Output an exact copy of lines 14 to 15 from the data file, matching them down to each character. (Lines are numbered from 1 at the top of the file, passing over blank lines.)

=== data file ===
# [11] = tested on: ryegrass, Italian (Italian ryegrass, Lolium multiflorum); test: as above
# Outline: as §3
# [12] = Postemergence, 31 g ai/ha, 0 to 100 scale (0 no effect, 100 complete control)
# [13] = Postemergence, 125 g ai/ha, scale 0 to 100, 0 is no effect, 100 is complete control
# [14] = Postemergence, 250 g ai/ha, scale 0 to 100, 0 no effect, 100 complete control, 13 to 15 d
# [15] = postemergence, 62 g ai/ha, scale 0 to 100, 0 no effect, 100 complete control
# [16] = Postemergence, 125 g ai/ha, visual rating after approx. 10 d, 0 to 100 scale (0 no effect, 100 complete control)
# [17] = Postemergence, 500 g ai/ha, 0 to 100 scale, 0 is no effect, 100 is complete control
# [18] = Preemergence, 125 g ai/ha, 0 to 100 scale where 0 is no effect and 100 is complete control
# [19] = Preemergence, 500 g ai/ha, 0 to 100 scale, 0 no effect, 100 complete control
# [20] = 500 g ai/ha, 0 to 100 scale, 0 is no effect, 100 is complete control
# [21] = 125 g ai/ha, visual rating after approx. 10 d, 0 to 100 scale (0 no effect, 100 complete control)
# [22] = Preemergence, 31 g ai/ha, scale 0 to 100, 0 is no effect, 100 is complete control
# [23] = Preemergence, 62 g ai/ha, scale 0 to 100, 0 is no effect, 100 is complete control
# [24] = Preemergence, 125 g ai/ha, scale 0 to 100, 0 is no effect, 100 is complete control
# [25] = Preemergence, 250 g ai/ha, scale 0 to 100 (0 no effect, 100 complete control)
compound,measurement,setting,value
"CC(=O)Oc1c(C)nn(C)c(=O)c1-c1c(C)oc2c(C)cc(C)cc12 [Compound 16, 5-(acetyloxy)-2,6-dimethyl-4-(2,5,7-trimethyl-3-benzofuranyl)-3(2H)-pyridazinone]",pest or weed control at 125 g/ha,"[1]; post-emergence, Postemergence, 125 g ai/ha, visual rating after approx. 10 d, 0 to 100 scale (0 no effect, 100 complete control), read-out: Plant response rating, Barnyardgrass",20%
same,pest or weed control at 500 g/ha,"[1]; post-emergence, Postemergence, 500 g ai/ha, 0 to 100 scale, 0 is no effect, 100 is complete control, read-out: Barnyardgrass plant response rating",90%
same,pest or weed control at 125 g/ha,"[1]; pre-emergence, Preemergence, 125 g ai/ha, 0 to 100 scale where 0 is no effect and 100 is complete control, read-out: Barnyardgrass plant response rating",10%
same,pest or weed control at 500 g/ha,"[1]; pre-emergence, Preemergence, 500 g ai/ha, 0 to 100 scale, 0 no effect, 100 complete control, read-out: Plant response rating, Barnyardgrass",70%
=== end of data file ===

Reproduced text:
# [23] = Preemergence, 62 g ai/ha, scale 0 to 100, 0 is no effect, 100 is complete control
# [24] = Preemergence, 125 g ai/ha, scale 0 to 100, 0 is no effect, 100 is complete control